I’ve tried to amplify the Goals, where possible, throughout my campaign. Ending period poverty is just one part of a bigger global ambition to achieve gender equality (Goal 5), no poverty (Goal 1) and ensure quality education for all (Goal 4). I particularly like Goal 17 Partnership for the Goals. These goals have given me confidence because they’ve helped me understand how every action, no matter how insignificant it may seem, fits into a wider framework. I’m reassured that many other individuals and organisations are striving for the same thing.

6. Know your stuff

You need to research your chosen issue inside out and really understand the context of the injustice. Start digging, asking yourself questions about why it exists, why nothing’s been done, how much other people know about it and who cares about it as much as you do. You’re going to be an authority on the issue and you need to equip yourself with a rigorous understanding of what you’re dealing with.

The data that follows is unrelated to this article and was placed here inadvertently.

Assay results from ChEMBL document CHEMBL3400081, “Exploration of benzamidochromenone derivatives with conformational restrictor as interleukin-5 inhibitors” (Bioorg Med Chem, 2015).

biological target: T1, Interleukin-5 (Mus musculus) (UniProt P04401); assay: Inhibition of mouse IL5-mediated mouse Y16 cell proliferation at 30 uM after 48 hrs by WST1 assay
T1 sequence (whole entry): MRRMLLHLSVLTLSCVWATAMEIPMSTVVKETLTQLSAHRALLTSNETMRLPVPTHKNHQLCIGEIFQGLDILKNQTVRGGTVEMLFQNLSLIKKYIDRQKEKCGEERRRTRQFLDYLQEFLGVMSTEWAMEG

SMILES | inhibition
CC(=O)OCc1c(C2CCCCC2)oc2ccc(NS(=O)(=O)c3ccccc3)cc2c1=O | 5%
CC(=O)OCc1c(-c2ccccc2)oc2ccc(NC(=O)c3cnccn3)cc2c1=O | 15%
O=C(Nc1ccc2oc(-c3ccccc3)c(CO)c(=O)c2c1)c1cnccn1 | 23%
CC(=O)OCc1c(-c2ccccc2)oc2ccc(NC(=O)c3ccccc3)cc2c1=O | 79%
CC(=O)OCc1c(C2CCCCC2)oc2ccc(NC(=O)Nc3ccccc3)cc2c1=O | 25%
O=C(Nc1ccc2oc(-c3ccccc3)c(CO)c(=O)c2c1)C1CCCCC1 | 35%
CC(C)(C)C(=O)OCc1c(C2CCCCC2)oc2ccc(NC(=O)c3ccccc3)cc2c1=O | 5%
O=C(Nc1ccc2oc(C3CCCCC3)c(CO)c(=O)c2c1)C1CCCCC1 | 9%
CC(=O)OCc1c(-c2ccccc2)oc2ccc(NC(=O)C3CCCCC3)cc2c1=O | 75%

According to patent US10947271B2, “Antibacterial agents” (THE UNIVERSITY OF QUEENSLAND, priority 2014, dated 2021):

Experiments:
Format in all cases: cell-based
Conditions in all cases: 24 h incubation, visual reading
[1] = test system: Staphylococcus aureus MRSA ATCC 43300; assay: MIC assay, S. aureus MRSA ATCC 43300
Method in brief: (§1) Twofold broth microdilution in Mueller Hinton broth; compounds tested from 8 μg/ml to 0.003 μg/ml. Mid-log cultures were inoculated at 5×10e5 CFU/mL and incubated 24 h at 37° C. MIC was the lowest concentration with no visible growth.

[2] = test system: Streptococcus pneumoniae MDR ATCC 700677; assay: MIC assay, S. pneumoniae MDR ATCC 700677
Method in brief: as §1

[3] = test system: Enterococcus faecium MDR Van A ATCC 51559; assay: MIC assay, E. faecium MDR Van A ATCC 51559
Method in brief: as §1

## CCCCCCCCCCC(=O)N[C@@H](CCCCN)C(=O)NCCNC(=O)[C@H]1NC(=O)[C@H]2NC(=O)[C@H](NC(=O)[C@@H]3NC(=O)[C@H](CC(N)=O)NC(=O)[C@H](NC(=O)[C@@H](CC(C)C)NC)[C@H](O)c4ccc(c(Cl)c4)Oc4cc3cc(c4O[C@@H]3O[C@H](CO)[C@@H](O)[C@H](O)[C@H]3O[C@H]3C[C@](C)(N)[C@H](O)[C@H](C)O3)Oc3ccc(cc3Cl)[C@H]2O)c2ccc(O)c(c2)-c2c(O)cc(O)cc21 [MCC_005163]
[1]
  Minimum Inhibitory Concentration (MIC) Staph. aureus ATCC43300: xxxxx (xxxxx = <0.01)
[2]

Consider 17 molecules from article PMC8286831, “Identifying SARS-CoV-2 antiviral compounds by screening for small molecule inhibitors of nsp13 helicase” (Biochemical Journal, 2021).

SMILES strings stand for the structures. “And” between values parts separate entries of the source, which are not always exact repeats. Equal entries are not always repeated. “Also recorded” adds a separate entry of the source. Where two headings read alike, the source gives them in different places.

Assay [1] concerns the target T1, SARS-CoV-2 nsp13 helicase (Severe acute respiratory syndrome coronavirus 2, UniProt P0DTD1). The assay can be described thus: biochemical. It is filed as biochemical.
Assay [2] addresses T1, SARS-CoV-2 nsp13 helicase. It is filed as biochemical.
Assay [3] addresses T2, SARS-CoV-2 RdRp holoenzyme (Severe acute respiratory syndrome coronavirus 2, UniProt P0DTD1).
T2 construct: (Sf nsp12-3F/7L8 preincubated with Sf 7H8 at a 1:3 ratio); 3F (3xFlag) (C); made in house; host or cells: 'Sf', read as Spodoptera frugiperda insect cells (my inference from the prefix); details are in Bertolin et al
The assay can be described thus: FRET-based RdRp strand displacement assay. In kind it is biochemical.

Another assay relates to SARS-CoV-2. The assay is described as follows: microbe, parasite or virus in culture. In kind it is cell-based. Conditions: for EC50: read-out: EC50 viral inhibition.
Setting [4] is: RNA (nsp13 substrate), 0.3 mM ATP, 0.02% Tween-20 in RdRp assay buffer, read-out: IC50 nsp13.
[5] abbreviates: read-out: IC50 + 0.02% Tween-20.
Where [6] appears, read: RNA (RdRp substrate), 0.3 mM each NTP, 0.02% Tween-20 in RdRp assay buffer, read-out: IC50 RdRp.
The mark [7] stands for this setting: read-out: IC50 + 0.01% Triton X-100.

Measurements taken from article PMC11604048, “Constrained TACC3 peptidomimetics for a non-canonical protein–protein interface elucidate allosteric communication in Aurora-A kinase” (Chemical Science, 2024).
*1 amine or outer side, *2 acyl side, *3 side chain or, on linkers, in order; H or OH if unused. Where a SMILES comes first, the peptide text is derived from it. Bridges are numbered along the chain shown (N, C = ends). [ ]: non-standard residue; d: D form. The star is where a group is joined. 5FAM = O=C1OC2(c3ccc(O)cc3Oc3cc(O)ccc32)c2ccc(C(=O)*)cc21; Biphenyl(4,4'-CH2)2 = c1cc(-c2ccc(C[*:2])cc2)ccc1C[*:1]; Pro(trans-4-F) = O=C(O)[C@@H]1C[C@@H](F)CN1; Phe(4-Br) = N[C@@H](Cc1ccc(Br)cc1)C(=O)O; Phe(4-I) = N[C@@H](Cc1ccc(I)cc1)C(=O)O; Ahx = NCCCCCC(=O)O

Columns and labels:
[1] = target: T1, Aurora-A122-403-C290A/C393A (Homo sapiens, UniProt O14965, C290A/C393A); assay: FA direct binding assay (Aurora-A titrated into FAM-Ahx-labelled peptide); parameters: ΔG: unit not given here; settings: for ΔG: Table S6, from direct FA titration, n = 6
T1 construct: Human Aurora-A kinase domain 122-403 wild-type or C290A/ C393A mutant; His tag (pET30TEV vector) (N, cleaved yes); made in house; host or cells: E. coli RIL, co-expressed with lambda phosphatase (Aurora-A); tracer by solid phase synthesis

When I started researching period poverty, I felt overwhelmed by the amount of information out there. I created a folder and saved every article I found useful and slowly started building a databank of facts and figures. I took my time and approached it like a mini project, breaking down the research to make it less intimidating. I started with period poverty in the UK then moved on to see what was happening with other countries.

7. Identify the big names

Are there any key people, particularly those in the public eye, who have spoken about your issue? Can you contact them? Who wouldn’t want you to achieve your goals? Are there businesses, for example, making money from the current situation?

This will help you understand the issue so you can think and plan. I made a list of other activists who had worked in the same space as me, then researched what they had achieved and asked them about the challenges they had been confronted with. Reach out to other activists to help get you started.